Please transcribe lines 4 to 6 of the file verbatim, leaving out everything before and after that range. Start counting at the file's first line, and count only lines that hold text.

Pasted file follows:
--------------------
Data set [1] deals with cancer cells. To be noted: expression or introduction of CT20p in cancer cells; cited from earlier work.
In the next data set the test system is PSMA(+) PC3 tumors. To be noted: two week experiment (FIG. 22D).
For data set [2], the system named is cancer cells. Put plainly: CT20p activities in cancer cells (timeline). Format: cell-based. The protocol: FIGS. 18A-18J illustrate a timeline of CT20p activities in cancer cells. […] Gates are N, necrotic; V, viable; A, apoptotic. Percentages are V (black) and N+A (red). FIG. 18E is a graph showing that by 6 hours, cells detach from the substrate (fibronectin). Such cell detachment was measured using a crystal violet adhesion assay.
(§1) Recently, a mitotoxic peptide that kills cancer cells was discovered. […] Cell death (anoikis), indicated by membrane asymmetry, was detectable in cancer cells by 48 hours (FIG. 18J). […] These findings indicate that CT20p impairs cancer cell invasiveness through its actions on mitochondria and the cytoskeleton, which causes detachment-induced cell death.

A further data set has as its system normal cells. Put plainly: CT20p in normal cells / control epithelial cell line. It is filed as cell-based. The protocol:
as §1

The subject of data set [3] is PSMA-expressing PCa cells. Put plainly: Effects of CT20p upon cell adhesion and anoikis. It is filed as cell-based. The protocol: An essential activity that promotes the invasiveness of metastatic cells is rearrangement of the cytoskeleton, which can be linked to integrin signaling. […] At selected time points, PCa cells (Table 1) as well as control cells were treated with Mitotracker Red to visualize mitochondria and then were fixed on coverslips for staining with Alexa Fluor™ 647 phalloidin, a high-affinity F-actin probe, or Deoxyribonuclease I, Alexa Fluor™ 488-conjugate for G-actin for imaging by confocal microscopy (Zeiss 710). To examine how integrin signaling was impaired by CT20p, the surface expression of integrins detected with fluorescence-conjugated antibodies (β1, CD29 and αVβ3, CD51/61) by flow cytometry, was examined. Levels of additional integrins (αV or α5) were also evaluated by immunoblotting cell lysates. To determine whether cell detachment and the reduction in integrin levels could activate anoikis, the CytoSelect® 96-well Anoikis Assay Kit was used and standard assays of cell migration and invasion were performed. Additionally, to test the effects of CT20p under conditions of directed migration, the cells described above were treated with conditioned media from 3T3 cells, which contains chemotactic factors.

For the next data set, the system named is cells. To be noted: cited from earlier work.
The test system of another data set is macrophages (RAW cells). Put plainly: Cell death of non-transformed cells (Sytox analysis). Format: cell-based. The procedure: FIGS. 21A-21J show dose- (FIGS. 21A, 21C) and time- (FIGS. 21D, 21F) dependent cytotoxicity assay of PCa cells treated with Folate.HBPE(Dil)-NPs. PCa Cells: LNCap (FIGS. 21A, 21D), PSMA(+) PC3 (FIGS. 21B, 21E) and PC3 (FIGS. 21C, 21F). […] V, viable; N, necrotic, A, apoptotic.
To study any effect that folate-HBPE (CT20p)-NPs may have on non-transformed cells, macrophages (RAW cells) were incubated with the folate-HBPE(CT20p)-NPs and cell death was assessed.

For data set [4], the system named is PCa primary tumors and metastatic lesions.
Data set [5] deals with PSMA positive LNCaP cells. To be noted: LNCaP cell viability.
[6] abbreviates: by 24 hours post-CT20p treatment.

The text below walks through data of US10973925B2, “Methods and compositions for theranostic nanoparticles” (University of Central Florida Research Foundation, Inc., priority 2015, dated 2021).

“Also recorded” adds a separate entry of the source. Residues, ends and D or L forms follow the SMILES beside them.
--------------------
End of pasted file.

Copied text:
(§1) Recently, a mitotoxic peptide that kills cancer cells was discovered. […] Cell death (anoikis), indicated by membrane asymmetry, was detectable in cancer cells by 48 hours (FIG. 18J). […] These findings indicate that CT20p impairs cancer cell invasiveness through its actions on mitochondria and the cytoskeleton, which causes detachment-induced cell death.

A further data set has as its system normal cells. Put plainly: CT20p in normal cells / control epithelial cell line. It is filed as cell-based. The protocol:
as §1